A farmer feeds cattle on her property near the town of Walgett, Australia. Source: Reuters
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The agriculture sector is yet again under the Fair Work Ombudsman’s (FWO) spotlight as fines for breaches regarding pay slips and record-keeping exceed $170,000 nationally.

The regulator said it had investigated 330 businesses in regional ‘hot spots’ across Australia since its agriculture strategy began in December 2021.

Fair Work Inspectors have issued 64 infringement notices for payslips and record-keeping breaches totalling $176,028, with 55 of the infringement notices issued to labour hire entities and nine to growers.

FWO Sandra Parker said the regulator’s agriculture strategy highlighted the importance of an employer’s need to follow the rules with record-keeping and pay slip laws.

“It’s a red flag if workers can’t identify their employer and are paid cash-in-hand, without pay slips, by individuals seemingly unrelated to the apparent employing entity, and this is prevalent in multi-level supply chains where we consistently find wrongdoing,” Ms Parker said.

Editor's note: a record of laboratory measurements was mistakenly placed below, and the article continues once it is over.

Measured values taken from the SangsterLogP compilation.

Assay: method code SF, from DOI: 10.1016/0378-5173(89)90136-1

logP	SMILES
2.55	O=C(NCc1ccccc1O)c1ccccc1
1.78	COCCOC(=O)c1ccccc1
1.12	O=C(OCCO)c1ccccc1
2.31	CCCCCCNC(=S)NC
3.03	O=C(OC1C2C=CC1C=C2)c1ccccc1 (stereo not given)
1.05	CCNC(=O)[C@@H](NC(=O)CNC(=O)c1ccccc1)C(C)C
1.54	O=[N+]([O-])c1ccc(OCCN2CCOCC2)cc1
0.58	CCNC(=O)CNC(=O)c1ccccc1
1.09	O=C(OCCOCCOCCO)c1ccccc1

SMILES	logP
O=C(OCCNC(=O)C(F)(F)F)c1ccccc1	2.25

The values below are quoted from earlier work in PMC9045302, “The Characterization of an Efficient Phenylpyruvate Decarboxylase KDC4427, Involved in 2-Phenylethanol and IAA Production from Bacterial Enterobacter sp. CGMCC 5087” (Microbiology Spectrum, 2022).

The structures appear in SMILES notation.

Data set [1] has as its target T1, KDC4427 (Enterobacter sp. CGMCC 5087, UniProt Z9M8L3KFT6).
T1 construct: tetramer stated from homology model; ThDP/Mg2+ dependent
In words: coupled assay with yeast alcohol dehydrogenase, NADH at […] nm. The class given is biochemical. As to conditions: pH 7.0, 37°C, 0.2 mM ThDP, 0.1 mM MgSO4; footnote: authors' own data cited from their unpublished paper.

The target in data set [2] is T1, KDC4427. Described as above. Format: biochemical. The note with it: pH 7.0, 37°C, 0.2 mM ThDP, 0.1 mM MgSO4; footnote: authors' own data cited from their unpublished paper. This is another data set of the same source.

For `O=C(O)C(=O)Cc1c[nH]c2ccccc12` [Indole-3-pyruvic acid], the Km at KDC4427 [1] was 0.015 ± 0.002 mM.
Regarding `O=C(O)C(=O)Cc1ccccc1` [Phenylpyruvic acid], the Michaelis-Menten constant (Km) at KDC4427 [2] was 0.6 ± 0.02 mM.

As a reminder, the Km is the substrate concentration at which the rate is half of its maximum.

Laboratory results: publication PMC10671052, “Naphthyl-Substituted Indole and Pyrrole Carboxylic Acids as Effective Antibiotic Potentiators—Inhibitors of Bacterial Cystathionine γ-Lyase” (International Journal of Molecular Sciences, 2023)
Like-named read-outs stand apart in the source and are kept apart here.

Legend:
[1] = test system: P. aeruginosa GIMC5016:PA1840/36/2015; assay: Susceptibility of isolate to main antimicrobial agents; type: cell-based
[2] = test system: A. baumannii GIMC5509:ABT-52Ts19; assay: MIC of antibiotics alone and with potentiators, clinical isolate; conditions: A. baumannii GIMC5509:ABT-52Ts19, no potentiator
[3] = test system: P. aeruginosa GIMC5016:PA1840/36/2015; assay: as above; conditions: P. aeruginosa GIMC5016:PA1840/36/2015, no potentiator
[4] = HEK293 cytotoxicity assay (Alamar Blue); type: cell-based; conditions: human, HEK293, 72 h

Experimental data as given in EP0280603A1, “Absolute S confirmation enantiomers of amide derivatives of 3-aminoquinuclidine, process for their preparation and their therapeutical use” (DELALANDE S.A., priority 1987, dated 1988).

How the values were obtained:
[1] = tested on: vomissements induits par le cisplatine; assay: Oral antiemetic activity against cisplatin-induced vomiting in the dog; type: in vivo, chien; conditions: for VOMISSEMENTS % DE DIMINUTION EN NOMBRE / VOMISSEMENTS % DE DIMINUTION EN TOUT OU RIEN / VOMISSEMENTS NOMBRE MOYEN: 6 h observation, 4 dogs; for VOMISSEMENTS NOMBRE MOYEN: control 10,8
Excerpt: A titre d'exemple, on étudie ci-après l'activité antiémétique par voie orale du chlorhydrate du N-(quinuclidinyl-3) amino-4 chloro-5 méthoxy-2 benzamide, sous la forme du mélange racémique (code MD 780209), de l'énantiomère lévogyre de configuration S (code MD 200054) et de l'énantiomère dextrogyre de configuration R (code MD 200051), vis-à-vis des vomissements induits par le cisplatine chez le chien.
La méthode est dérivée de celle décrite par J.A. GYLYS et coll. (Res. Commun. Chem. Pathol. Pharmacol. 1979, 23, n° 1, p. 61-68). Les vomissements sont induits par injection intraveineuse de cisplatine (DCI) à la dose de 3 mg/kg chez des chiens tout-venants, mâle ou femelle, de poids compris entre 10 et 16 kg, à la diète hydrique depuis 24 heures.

She said inspectors had consistently found higher levels of non-compliance in relation to labour-hire companies as opposed to growers, who directly engaged with workers.

In Adelaide and Adelaide Hills, the FWO investigated 34 businesses and issued $19,794 in infringement notices, while a further 27 remain under investigation.

Inspectors have also issued 18 compliance notices — 10 for underpayments and eight for non-monetary breaches split evenly across labour hire entities and growers.

Of these, five were handed out on the spot — three in South West WA’s Manjimup-Donnybrook region and two in Stanthorpe for employers who had failed to provide new workers with the required FWO information statements.

“Failing to hand out the Fair Work Information Statement or Casual Employment Statement to new workers is no trivial matter; we expect employers to meet this legal obligation which helps to keep their hard-working employees informed,” Ms Parker said.

Back in March, the Ombudsman inspected roughly 20 farms and labour companies around Manjimup and Donnybrook in WA’s Southwest and issued $5500 in fines after numerous anonymous reports from employees highlighted underpayments.

The FWO on Friday said it would continue with its unannounced inspections throughout the year and next year and urged that growers and labour hire entities were now on “notice”, as the FWO would enforce action where appropriate.

Nationally, 110 investigations under the Agriculture Strategy are still underway, and the FWO highlighted that many were related to pieceworker minimum wage changes.

Late last year, the Fair Work Ombudsman took legal action against a Queensland labour-hire company, alleging it underpaid 87 workers up to May 2020. The case is ongoing.

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